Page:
2015-04-01

    It is important to understand the vulnerability of the water management system in south Florida and to determine the resilience and robustness of greater Everglades restoration plans under future climate change. The current climate models, at both global and regional scales, are not ready to deliver specific climatic datasets for water resources investigations involving future plans and therefore a scenario based approach was adopted for this first study in restoration planning. We focused on the general implications of potential changes in future temperature and associated changes in evapotranspiration, precipitation, and sea levels at the regional boundary. From these, we developed a set of six climate and sea level scenarios, used them to simulate the hydrologic response of the greater Everglades region including agricultural, urban, and natural areas, and compared the results to those from a base run of current conditions. The scenarios included a 1.5 °C increase in temperature, ±10 % change in precipitation, and a 0.46 m (1.5 feet) increase in sea level for the 50-year planning horizon. The results suggested that, depending on the rainfall and temperature scenario, there would be significant changes in water budgets, ecosystem performance, and in water supply demands met. The increased sea level scenarios also show that the ground water levels would increase significantly with associated implications for flood protection in the urbanized areas of southeastern Florida.

  5. Climatic effects of 30 years of landscape change over the Greater Phoenix, Arizona, region: 1. Surface energy budget changes

    USGS Publications Warehouse

    Georgescu, M.; Miguez-Macho, G.; Steyaert, L.T.; Weaver, C.P.

    2009-01-01

    This paper is part 1 of a two-part study that evaluates the climatic effects of recent landscape change for one of the nation's most rapidly expanding metropolitan complexes, the Greater Phoenix, Arizona, region. The region's landscape evolution over an approximate 30-year period since the early 1970s is documented on the basis of analyses of Landsat images and land use/land cover (LULC) data sets derived from aerial photography (1973) and Landsat (1992 and 2001). High-resolution, Regional Atmospheric Modeling System (RAMS), simulations (2-km grid spacing) are used in conjunction with consistently defined land cover data sets and associated biophysical parameters for the circa 1973, circa 1992, and circa 2001 time periods to quantify the impacts of intensive land use changes on the July surface temperatures and the surface radiation and energy budgets for the Greater Phoenix region. The main findings are as follows: since the early 1970s the region's landscape has been altered by a significant increase in urban/suburban land area, primarily at the expense of decreasing plots of irrigated agriculture and secondarily by the conversion of seminatural shrubland. Mean regional temperatures for the circa 2001 landscape were 0.12??C warmer than the circa 1973 landscape, with maximum temperature differences, located over regions of greatest urbanization, in excess of 1??C. The significant reduction in irrigated agriculture, for the circa 2001 relative to the circa 1973 landscape, resulted in dew point temperature decreases in excess of 1??C. The effect of distinct land use conversion themes (e.g., conversion from irrigated agriculture to urban land) was also examined to evaluate how the most important conversion themes have each contributed to the region's changing climate. The two urbanization themes studied (from an initial landscape of irrigated agriculture and seminatural shrubland) have the greatest positive effect on near-surface temperature, increasing maximum daily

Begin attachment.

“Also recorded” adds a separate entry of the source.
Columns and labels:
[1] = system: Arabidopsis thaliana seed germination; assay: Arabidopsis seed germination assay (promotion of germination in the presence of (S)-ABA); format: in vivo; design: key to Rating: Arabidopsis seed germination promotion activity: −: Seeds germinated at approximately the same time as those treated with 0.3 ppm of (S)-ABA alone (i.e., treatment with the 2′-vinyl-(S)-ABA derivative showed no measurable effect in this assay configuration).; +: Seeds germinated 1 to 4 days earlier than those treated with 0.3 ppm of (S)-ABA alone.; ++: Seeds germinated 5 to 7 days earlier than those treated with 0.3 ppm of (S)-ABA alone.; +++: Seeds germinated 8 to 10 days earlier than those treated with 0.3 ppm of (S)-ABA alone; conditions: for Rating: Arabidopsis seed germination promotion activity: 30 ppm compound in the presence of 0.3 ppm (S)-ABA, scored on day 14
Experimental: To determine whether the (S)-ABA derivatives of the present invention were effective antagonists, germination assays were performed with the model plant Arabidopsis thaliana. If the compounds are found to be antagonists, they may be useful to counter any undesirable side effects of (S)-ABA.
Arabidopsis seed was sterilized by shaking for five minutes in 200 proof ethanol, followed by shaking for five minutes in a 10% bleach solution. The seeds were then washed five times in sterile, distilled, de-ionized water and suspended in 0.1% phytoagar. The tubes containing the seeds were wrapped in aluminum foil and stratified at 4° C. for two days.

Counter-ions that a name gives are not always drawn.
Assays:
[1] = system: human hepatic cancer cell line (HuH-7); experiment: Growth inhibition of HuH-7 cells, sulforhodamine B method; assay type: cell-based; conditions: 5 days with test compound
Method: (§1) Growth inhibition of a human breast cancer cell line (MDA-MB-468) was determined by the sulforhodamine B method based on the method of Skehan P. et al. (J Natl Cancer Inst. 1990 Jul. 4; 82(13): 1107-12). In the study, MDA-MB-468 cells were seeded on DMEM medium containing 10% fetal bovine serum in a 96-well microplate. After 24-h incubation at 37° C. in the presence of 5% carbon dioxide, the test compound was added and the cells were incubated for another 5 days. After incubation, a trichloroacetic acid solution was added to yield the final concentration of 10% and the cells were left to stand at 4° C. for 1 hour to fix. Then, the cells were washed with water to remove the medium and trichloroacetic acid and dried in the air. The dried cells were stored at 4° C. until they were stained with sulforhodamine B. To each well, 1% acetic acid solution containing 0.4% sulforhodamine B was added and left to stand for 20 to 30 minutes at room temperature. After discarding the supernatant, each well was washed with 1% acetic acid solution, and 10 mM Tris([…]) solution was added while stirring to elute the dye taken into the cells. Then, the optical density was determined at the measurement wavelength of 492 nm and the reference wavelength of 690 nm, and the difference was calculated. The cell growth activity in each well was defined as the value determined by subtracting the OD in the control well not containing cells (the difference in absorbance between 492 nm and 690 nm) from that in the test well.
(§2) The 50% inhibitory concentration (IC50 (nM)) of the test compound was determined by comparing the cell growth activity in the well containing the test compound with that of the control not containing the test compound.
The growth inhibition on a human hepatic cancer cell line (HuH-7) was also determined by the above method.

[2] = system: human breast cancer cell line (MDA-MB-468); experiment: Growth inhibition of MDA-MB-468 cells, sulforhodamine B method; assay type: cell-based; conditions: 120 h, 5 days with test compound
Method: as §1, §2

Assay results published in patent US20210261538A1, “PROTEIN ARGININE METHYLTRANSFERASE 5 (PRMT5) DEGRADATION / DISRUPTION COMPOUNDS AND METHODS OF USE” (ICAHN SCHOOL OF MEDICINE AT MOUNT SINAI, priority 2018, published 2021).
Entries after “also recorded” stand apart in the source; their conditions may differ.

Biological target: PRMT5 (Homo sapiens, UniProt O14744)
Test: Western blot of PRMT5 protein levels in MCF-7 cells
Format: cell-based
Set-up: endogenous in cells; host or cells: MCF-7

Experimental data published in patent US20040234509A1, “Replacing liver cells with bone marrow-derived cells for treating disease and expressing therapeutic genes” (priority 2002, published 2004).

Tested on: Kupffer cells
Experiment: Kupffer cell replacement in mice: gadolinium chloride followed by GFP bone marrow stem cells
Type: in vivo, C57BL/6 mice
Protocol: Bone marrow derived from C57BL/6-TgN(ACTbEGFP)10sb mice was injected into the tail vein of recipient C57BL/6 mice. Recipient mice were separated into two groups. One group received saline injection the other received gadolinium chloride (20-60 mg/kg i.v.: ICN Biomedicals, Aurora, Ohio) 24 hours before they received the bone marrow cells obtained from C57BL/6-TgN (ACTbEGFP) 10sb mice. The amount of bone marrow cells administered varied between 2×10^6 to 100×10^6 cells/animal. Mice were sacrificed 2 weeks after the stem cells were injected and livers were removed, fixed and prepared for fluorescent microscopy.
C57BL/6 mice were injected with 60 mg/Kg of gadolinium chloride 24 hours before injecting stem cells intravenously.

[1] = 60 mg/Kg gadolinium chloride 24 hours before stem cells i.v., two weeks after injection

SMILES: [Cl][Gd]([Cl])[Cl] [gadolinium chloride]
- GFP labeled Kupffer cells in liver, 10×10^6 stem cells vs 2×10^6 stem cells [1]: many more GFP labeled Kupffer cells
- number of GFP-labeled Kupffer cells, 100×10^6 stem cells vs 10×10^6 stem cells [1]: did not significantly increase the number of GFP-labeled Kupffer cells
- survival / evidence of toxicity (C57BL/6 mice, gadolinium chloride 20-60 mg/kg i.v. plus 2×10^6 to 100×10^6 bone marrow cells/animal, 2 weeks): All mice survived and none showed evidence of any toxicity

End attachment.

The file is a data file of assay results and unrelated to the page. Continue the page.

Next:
6. Very-Heavy Precipitation in the Greater New York City Region and Widespread Drought Alleviation Tied to Western US Agriculture.

    PubMed

    Andrews, Travis D; Felzer, Benjamin S

    2015-01-01

    Observed intensification of precipitation extremes, responsible for extensive societal impacts, are widely attributed to anthropogenic sources, which may include indirect effects of agricultural irrigation. However quantifying the effects of irrigation on far-downstream climate remains a challenge. We use three paired Community Earth System Model simulations to assess mechanisms of irrigation-induced precipitation trends and extremes in the conterminous US and the effect on the terrestrial carbon sink. Results suggest precipitation enhancement in the central US reduced drought conditions and increased regional carbon uptake, while further downstream, the heaviest precipitation events were more frequent and intense. Specifically, moisture advection from irrigation in the western U.S. and recycling of enhanced local convective precipitation produced very-heavy storm events that were 11% more intense and occurred 23% more frequently in the densely populated greater New York City region.